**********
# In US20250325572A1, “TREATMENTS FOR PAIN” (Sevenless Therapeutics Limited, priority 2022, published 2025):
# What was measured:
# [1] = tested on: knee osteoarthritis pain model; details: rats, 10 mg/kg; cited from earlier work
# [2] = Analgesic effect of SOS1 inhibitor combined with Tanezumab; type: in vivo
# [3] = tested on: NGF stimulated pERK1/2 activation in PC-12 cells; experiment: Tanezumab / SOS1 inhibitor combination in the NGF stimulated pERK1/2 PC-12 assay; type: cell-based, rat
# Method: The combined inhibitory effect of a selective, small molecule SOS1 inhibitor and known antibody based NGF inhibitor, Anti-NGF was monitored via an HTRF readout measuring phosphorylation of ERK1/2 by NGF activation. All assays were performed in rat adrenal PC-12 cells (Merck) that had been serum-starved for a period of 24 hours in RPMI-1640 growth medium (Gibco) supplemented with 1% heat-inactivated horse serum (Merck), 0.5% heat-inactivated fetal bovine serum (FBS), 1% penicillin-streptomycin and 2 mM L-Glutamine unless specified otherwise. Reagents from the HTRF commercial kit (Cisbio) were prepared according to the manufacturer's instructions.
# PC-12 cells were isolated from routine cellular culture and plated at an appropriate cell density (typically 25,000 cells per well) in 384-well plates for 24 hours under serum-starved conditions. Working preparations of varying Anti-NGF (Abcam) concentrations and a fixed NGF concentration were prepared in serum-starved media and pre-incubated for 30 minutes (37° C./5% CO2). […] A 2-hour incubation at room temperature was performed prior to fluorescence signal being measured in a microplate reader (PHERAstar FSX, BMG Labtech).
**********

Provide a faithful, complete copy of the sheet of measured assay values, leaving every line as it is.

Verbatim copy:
# In US20250325572A1, “TREATMENTS FOR PAIN” (Sevenless Therapeutics Limited, priority 2022, published 2025):
# What was measured:
# [1] = tested on: knee osteoarthritis pain model; details: rats, 10 mg/kg; cited from earlier work
# [2] = Analgesic effect of SOS1 inhibitor combined with Tanezumab; type: in vivo
# [3] = tested on: NGF stimulated pERK1/2 activation in PC-12 cells; experiment: Tanezumab / SOS1 inhibitor combination in the NGF stimulated pERK1/2 PC-12 assay; type: cell-based, rat
# Method: The combined inhibitory effect of a selective, small molecule SOS1 inhibitor and known antibody based NGF inhibitor, Anti-NGF was monitored via an HTRF readout measuring phosphorylation of ERK1/2 by NGF activation. All assays were performed in rat adrenal PC-12 cells (Merck) that had been serum-starved for a period of 24 hours in RPMI-1640 growth medium (Gibco) supplemented with 1% heat-inactivated horse serum (Merck), 0.5% heat-inactivated fetal bovine serum (FBS), 1% penicillin-streptomycin and 2 mM L-Glutamine unless specified otherwise. Reagents from the HTRF commercial kit (Cisbio) were prepared according to the manufacturer's instructions.
# PC-12 cells were isolated from routine cellular culture and plated at an appropriate cell density (typically 25,000 cells per well) in 384-well plates for 24 hours under serum-starved conditions. Working preparations of varying Anti-NGF (Abcam) concentrations and a fixed NGF concentration were prepared in serum-starved media and pre-incubated for 30 minutes (37° C./5% CO2). […] A 2-hour incubation at room temperature was performed prior to fluorescence signal being measured in a microplate reader (PHERAstar FSX, BMG Labtech).